Thanks to these donations, the Wreck Racing workshop now features a range of equipment, including a two-post lift, shop computer, car trailer, tools and welders. The funds also cover entry fees for events like autocrosses and drag races—after all, they’ve got to test out their mechanical work somehow.
“Sponsorship has allowed us to provide more educational experiences, from hands-on wrench-turning to computer-aided design, fabrication skills, and even driving skills,” Nathan explains.
Metal and Brawn
So, this club must be brimming with bench-racing car nuts, right? Not exactly. Wreck Racing currently has about 30 members, and the oil-blooded enthusiasts are accompanied by a healthy number of interested novices as well as gearheads with basic skills looking for a challenge. All Tech students are welcome to join at any time, just as long as they’re currently enrolled in the university and have good academic standing.
Wreck Racing meets on organized weekly “workdays” in the Student Competition Center, and currently the team is fielding two Challenge entries per year. The overall goal of creating mechanical monsters is broken down into manageable projects. Aside from standard officer positions like president, treasurer and secretary, the club also features designated roles for these specific projects.
A member can volunteer to become the lead vehicle engineer, lead of engine and transmission, lead of cosmetics, and more. These leaders act as head honchos for their areas of the project, recruiting workers, assigning tasks, gathering needed supplies, and sticking to deadlines. Other members take to the computer to model prototype parts. “While we do have these defined assignments, many teams are interconnected, so members are exposed to and work on many aspects of the vehicle,” Nathan adds.
The club is decidedly educational, as new members are encouraged to learn the ropes in a friendly and open environment. Exhibit A: Nathan’s first day. “It involved me volunteering to swap out the differential in the BMW E30 despite not knowing how to do it,” he recalls. “I was tossed the hefty Bentley manual and had at it.”
Plus, the club is always looking to apply classroom knowledge and take the road less traveled, as shown by Exhibit B: Their Miata is now powered by a Lexus V8 and features a homebrewed transmission controller plus custom axles designed to handle the increased power.
Don’t be fooled: This club might sound like fun, but it also makes for excellent career preparation. It fosters leadership, project management, networking and real-world engineering skills that turn members into dangling bait for job recruiters.
That’s how Nathan landed a co-op job with General Motors. “One of my supervisors was astounded that I, just a student engineer, could actually fabricate prototype parts for testing in addition to doing the engineering tasks of setting up and running the test and analyzing the results,” he says.
While individual members will continue to join and graduate, the club doesn’t seem to be going anywhere. In fact, the founders joke that Wreck Racing has flourished since they got their diplomas.
The club’s focus will remain building cars for the Grassroots Motorsports $200X Challenge, but you might start to spot their retired Challenge vehicles seriously competing at Atlanta-area autocrosses. After all, these are machines built by tomorrow’s top engineers—why not put them to good use? For updates and details, visit wreckracing.com.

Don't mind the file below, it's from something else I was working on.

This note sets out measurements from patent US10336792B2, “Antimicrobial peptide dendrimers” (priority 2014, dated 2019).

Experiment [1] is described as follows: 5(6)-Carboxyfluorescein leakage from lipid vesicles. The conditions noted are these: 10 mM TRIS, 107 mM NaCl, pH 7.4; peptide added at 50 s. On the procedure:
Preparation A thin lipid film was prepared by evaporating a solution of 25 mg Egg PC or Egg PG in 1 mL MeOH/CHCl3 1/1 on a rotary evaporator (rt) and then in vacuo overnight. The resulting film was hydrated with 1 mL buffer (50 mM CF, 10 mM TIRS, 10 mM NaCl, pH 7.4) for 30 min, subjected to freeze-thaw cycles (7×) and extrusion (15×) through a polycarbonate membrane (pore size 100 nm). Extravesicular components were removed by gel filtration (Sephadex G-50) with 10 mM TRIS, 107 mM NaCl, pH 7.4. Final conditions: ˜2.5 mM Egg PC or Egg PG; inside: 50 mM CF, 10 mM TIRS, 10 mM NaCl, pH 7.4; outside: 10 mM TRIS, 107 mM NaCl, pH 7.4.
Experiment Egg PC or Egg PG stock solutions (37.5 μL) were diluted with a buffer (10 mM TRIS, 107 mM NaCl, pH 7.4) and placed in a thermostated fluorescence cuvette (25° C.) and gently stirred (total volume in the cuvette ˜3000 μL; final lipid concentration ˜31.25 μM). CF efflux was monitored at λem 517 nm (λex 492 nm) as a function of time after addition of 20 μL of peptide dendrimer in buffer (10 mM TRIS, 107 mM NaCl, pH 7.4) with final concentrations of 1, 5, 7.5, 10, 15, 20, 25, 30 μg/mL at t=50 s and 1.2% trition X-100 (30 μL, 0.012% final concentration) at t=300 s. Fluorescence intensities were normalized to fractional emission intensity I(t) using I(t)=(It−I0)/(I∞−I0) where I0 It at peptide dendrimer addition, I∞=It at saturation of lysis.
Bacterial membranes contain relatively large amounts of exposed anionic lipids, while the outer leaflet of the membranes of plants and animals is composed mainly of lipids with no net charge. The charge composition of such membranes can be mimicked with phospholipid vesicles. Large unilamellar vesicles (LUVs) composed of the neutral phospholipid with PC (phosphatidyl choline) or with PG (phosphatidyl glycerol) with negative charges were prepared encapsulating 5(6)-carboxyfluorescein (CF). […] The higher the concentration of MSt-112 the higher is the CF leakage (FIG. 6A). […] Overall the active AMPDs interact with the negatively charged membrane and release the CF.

Five Years of Wreck Racing
While the Wreck Racing name might conjure up images of limping jalopies, these Georgia Tech students have built some interesting and innovative machines.
$2004: 1985 Volkswagen GTI
This eight-valve, 1.8-liter VW marked Wreck Racing’s Challenge debut. The car was prepped to tackle the cones and the quarter mile thanks to springs, shocks and a fabricated anti-roll bar plus a lightweight flywheel, four-puck racing clutch and a set of Hoosiers. Mechanical issues got the better of the car, landing them in 49th place out of 76 entries.
$2005: 1984 BMW 325e
This Bimmer came with Bilstein shocks but received a MegaSquirt fuel injection unit and limited-slip differential. The results were good: The team shot up 11 spots from the previous year. And thanks to club member Greg Thibeaux’s autocross skills, the team received the dubious honor of hitting the most pylons.
$2006: 1984 BMW 325e
The BMW came back with a fresh paint job for its Challenge sequel, and the theme seemed to be “movin’ on up.” A turbocharger boosted power, helping them knock off more than 2 seconds in the drags. While their autocross time suffered, the team was able to climb a staggering 17 spots from 2005, all the way up to 21st.
$2007: 1984 BMW 325e, 1991 Mazda Miata
The turbocharged BMW returned once again, this time with a transplanted heart. The car featured a super eta block fitted with an i-model head, along with customized circle track springs and grippy R-compounds. Wreck Racing hit its peak at this Challenge, landing the BMW in 12th place overall in a field of 46.
This year also saw the debut of the team’s Miata. The basically stock 1991 model was stripped down to the essentials, then outfitted with race seats and stickier tires. Its defining feature got them high marks from the concours judges: They carefully adorned the exterior with a layer of blue painter’s tape.
$2008: 1984 BMW 325e, 1991 Mazda Miata
While 2008 represented a tough year for Wreck Racing—both of their entries received DNFs due to persistent mechanical issues—the team overcame some interesting challenges in their build process. In addition to stripping off the tape, they outfitted the Miata with a Lexus V8 and reprogrammed the stock automatic to accommodate paddle shifters. Wreck Racing received the Best Attempt to Persuade Concours Judges award for a statue they fabricated out of spare parts during their Challenge downtime.
Road trips wont be that exciting if there is unsafetiness of the vehicle.There have been complaints for a while the US can't make a decent automobile anymore, and now it appears nobody really can. The Honda recall comes on the heels of the Toyota recall and several other vehicle recalls this year – as the Honda Element and Honda Odyssey both have brake problems. Honda could be fixing the vehicles, but various people might get a personal loan or payday loans to have a technician fix it prior to the recall is due to start, to get ahead from the curve. Is it really that hard for making a auto that doesn't practically kill the driver? It seems a minimum of partially ironic that the majority of the defects are in safety features.